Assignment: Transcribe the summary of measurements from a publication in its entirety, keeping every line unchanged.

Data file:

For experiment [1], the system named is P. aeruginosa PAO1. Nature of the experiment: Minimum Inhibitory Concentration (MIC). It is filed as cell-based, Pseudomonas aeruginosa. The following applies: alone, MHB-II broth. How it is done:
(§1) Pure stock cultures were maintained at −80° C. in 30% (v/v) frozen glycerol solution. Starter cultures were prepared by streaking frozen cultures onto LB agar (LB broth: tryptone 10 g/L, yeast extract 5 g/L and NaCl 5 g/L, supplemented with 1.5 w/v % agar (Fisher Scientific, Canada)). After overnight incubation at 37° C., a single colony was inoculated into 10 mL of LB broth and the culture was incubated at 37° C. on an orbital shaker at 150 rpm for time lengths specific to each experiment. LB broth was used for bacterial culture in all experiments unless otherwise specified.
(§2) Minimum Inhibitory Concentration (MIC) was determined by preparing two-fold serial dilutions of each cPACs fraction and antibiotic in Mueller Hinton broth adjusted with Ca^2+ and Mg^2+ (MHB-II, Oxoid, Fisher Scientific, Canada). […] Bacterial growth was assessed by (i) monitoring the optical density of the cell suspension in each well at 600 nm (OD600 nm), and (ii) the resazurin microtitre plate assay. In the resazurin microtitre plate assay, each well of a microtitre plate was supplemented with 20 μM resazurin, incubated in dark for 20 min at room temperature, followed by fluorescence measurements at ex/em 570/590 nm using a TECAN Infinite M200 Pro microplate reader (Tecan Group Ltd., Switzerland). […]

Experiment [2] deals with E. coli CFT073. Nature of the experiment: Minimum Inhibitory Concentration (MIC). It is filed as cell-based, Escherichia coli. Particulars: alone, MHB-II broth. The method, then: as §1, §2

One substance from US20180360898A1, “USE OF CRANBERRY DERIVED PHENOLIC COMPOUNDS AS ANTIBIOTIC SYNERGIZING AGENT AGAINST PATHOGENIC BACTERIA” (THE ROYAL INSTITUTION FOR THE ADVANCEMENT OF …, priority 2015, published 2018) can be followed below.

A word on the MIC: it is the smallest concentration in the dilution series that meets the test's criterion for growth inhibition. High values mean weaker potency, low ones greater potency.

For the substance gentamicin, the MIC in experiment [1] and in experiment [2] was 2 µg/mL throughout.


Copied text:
For experiment [1], the system named is P. aeruginosa PAO1. Nature of the experiment: Minimum Inhibitory Concentration (MIC). It is filed as cell-based, Pseudomonas aeruginosa. The following applies: alone, MHB-II broth. How it is done:
(§1) Pure stock cultures were maintained at −80° C. in 30% (v/v) frozen glycerol solution. Starter cultures were prepared by streaking frozen cultures onto LB agar (LB broth: tryptone 10 g/L, yeast extract 5 g/L and NaCl 5 g/L, supplemented with 1.5 w/v % agar (Fisher Scientific, Canada)). After overnight incubation at 37° C., a single colony was inoculated into 10 mL of LB broth and the culture was incubated at 37° C. on an orbital shaker at 150 rpm for time lengths specific to each experiment. LB broth was used for bacterial culture in all experiments unless otherwise specified.
(§2) Minimum Inhibitory Concentration (MIC) was determined by preparing two-fold serial dilutions of each cPACs fraction and antibiotic in Mueller Hinton broth adjusted with Ca^2+ and Mg^2+ (MHB-II, Oxoid, Fisher Scientific, Canada). […] Bacterial growth was assessed by (i) monitoring the optical density of the cell suspension in each well at 600 nm (OD600 nm), and (ii) the resazurin microtitre plate assay. In the resazurin microtitre plate assay, each well of a microtitre plate was supplemented with 20 μM resazurin, incubated in dark for 20 min at room temperature, followed by fluorescence measurements at ex/em 570/590 nm using a TECAN Infinite M200 Pro microplate reader (Tecan Group Ltd., Switzerland). […]

Experiment [2] deals with E. coli CFT073. Nature of the experiment: Minimum Inhibitory Concentration (MIC). It is filed as cell-based, Escherichia coli. Particulars: alone, MHB-II broth. The method, then: as §1, §2

One substance from US20180360898A1, “USE OF CRANBERRY DERIVED PHENOLIC COMPOUNDS AS ANTIBIOTIC SYNERGIZING AGENT AGAINST PATHOGENIC BACTERIA” (THE ROYAL INSTITUTION FOR THE ADVANCEMENT OF …, priority 2015, published 2018) can be followed below.

A word on the MIC: it is the smallest concentration in the dilution series that meets the test's criterion for growth inhibition. High values mean weaker potency, low ones greater potency.

For the substance gentamicin, the MIC in experiment [1] and in experiment [2] was 2 µg/mL throughout.